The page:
NATO countries are currently increasing their contributions - but those contributions DON'T go into the US's pocket, as Trump intimated. This isn't giving a friend a quarter to help protect you against the schoolyard bully who steals your lunch.

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430 ( edited by BFRLA 03-20-17 11:10)

Re: President Twitter

Doesn't matter what year it is. Leaks, scandals and cover-ups are the same regardless of year.

You implied President Trump wants to find the leaker as if Nixon didn't.

I've never denied he's the President. Please show me where I ever said otherwise, otherwise, stop following in SCROTUS GRopinfuhrer's footsteps and making things up.
Thanks.

It wouldn't change a thing at all if you did come out and deny it.
You are the biggest offender in this little Trump; Haters Club of a forum section.

You don't ever stop at bashing our president at every chance you get, along with against his wife, his children, his appointees, his cabinet, his chief adviser, his press secretary the media that doesn't trash him as well as public that supports him.

When do you ever give him credit for the promises he's keeping?  The DOW has gone up to 21k, deals have been closed with companies like Lockheed, Boeing, with countries like Japan, over 200,000 jobs additions for each January and February and the national debt gone down over $10 billion since he's been elected.  Only the skeptic libs want to dismiss it as things that were in the works already, but it's no mere coincidence that it all came around after he waqs elected.  If Obama had dropped our national debt in his first month the media would ride it for weeks as how he'll be the greatest ever!  You keep referring our president as "SCROTUS GRopinfuhre".  Wake up! Hitler was into getting people killed, Trump is into getting them jobs.  What if Obama had been hated that much?  It'd be Racism!!!

You continue posting CNN links, several today alone.
They still print fake news.  Look at how they treat Trump's budget plan....as if it's going to eliminate Meals on Wheels and starve the elderly to death.  The government had only been funding a small percent, most have been contributions.  They managed to convince feeble minded Seth Meyers that Trump is a demon.  CNN sucks.
http://www.thedailybeast.com/articles/2 … small.html
http://money.cnn.com/2017/03/17/news/ec … cuts-poor/
http://libertynews.com/2017/03/meals-on … them-down/
http://legalinsurrection.com/2017/03/me … and-right/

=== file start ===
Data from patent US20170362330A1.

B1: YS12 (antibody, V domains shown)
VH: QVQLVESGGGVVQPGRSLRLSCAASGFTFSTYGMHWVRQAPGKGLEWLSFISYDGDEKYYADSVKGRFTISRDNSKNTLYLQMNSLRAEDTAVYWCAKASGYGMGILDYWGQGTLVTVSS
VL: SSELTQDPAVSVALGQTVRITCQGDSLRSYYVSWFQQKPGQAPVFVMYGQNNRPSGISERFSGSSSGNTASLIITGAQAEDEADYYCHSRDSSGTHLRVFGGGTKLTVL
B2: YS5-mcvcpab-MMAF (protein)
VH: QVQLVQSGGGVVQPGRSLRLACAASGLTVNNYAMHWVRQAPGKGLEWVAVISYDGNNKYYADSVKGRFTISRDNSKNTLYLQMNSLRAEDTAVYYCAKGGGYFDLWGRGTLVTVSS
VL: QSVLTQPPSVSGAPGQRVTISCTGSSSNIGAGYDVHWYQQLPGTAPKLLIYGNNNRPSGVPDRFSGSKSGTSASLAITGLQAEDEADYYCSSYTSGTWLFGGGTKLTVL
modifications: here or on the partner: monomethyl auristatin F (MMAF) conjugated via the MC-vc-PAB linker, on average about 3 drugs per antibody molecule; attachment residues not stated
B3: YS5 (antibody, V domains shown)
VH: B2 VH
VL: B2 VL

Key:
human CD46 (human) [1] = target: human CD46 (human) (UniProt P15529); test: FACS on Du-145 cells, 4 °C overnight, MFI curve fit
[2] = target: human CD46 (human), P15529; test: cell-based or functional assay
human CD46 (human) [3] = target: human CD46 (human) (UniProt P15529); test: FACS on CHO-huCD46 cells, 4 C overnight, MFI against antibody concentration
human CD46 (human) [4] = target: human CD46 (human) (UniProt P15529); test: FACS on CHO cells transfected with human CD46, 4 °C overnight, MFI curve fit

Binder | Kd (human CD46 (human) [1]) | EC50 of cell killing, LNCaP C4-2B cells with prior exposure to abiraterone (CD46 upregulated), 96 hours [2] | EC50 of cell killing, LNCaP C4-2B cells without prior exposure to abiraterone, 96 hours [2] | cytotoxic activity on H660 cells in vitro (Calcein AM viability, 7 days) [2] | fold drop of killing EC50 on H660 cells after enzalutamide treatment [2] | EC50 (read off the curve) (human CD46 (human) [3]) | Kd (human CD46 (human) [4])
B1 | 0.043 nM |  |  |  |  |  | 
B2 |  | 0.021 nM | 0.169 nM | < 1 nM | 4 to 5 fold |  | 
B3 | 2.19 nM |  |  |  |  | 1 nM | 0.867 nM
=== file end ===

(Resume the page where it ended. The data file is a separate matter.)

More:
http://www.dailywire.com/news/14515/fak … en-shapiro
http://conservativefiringline.com/fake- … media-lie/
http://constitution.com/fake-news-trump … s-program/
http://www.foxnews.com/us/2017/03/17/me … facts.html
https://www.aol.com/article/news/2016/1 … /21595857/

I'm not old.  I just need some WD-40

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431

Re: President Twitter

This is de facto the case.  So what?  Should we be in the role of the world's policemen?  (If we have accepted the role as a nation, other nations have been extremely happy to acquiesce.) In the Cold War era it was incumbent upon the USA to accept that role.  In the post-WWII economy, the US was the only country that could fit that role.

If we choose to fight to be the leading country in the world, then absolutely we should assume the role as policeman.   If we choose to "reel it in" and accept that we can't control large portions of the developed world, then we should NOT be the policeman.

I'm not debating the merits of an interventionist vs non interventionist foreign policy, my opinion is based on our long standing and current foreign policy (commitment to SKOR, commitment to Isreal, commitment to NATO, backing off protectionist talk etc.).    If we insist on large expensive foward deployments of offensive weapon systems for the purpose of a interventionist security/economic agenda we have to assume the bill as we have for decades.

In other words, when foreign policy shifts, so will my expectations of current NATO members and Pacific military coop members.   

Right now, I think it's pointless and it's an insular perspective to expect increased military spending from NATO and increased effectiveness from that spending.    We made the bed.   I'm very critical of it, but it's our mess, not theirs in my opinion.

When we shift policy, then we lean on NATO to shoulder more traditional defense obligations.     Another option would be to kick out NATO countries to force the hand of a country like Germany.   I'm not sure that's a real bright option either though.

Fortunately, I'm confident the Twitterer in Chief will give us terrific bigly solutions in 140 characters or less (my attempt to keep the thread on track).   

I believe that we need to rethink the anachronistic premises and assumptions behind these historical decisions.  I personally think know that Donald Trump is an asshole.  However, there is an opportunity that he could lead the discussion on making appropriate changes.

I completely agree about the opportunity to make changes and it doesn't matter what type of president Trump is or isn't.   The opportunity does exist.

My point is that NATO spending talk is putting the cart ahead of the horse.   I don't think it goes anywhere.     We've had that talk in the US before Reagan put crack and rocket fueled defense spending (spoken "borrowing")  in the budget.